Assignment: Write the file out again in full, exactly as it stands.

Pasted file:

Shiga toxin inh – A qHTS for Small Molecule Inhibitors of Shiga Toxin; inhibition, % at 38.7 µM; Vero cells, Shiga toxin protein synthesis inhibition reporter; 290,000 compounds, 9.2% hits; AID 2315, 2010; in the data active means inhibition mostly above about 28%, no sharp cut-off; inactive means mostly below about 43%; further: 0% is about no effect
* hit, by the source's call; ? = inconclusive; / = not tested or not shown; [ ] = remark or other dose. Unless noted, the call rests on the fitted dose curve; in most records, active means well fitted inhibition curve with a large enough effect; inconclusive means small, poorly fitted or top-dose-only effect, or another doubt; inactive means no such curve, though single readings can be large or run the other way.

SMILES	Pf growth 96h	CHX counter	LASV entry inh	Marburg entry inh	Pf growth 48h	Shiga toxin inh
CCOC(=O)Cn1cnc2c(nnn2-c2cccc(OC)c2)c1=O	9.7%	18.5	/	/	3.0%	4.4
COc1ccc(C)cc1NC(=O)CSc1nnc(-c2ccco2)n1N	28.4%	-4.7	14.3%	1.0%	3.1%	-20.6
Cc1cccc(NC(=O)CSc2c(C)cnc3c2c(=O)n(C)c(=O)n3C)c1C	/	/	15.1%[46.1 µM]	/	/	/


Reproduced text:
Shiga toxin inh – A qHTS for Small Molecule Inhibitors of Shiga Toxin; inhibition, % at 38.7 µM; Vero cells, Shiga toxin protein synthesis inhibition reporter; 290,000 compounds, 9.2% hits; AID 2315, 2010; in the data active means inhibition mostly above about 28%, no sharp cut-off; inactive means mostly below about 43%; further: 0% is about no effect
* hit, by the source's call; ? = inconclusive; / = not tested or not shown; [ ] = remark or other dose. Unless noted, the call rests on the fitted dose curve; in most records, active means well fitted inhibition curve with a large enough effect; inconclusive means small, poorly fitted or top-dose-only effect, or another doubt; inactive means no such curve, though single readings can be large or run the other way.

SMILES	Pf growth 96h	CHX counter	LASV entry inh	Marburg entry inh	Pf growth 48h	Shiga toxin inh
CCOC(=O)Cn1cnc2c(nnn2-c2cccc(OC)c2)c1=O	9.7%	18.5	/	/	3.0%	4.4
COc1ccc(C)cc1NC(=O)CSc1nnc(-c2ccco2)n1N	28.4%	-4.7	14.3%	1.0%	3.1%	-20.6
Cc1cccc(NC(=O)CSc2c(C)cnc3c2c(=O)n(C)c(=O)n3C)c1C	/	/	15.1%[46.1 µM]	/	/	/